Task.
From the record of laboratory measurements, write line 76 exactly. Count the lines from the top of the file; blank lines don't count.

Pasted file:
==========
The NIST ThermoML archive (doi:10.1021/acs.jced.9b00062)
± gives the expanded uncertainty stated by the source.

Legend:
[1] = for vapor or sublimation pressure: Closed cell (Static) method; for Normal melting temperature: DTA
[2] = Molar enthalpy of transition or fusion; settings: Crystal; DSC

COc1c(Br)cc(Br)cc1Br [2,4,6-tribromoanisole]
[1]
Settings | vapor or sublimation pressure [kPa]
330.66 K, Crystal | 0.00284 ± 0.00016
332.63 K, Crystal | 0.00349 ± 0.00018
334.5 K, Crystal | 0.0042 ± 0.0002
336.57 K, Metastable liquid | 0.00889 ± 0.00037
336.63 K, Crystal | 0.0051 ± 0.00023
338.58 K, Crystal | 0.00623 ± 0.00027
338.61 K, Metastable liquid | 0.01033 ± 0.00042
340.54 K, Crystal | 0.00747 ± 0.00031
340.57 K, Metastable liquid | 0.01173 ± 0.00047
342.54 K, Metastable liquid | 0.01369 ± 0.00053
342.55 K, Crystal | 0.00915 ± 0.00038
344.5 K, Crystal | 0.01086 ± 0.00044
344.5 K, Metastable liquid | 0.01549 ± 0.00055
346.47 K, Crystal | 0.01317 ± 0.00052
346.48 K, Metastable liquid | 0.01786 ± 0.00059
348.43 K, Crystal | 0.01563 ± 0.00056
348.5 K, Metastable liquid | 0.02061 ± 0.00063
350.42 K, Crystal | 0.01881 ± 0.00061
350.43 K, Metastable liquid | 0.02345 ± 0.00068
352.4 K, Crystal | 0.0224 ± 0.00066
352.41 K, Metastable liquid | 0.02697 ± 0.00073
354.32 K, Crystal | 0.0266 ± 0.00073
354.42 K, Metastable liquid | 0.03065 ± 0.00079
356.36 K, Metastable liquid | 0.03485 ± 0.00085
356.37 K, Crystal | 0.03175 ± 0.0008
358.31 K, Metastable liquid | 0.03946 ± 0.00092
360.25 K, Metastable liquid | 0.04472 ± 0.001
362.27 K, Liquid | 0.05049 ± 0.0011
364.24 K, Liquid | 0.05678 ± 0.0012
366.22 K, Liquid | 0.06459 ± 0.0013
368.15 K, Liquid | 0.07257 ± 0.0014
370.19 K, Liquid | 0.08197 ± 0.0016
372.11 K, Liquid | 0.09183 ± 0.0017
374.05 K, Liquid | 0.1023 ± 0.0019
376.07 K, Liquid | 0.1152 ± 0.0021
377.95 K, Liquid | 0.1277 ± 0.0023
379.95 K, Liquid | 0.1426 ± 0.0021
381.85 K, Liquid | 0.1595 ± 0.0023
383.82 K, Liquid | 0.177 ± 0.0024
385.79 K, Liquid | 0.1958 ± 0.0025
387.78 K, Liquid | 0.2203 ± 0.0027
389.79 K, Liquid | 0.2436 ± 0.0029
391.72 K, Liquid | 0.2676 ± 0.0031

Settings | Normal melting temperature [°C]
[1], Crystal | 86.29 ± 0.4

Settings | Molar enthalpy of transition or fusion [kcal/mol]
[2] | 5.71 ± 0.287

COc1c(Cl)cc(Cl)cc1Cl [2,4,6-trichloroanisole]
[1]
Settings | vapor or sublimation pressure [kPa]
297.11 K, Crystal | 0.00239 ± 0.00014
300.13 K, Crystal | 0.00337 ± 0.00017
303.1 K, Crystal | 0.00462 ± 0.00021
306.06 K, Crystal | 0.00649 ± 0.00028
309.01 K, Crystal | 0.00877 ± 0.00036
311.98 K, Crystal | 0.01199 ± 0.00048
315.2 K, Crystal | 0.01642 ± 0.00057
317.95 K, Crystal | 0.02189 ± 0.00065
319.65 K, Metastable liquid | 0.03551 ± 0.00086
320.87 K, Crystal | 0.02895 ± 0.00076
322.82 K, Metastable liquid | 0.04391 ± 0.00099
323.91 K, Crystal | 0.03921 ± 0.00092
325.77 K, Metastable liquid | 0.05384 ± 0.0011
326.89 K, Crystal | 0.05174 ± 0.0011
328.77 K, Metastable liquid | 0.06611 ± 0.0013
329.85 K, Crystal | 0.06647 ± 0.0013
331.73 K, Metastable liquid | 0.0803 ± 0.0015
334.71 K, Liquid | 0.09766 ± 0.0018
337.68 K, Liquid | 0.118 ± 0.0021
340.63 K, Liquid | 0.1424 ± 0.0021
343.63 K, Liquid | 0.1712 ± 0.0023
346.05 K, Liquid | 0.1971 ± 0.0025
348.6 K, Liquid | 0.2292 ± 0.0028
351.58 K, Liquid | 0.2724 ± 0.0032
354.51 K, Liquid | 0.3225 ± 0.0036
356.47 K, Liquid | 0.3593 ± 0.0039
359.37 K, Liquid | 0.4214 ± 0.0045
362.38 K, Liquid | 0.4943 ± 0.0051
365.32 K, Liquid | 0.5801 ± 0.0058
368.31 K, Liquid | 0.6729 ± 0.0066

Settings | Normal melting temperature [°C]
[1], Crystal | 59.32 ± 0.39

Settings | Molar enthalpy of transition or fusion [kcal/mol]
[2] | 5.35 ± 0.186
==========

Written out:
334.71 K, Liquid | 0.09766 ± 0.0018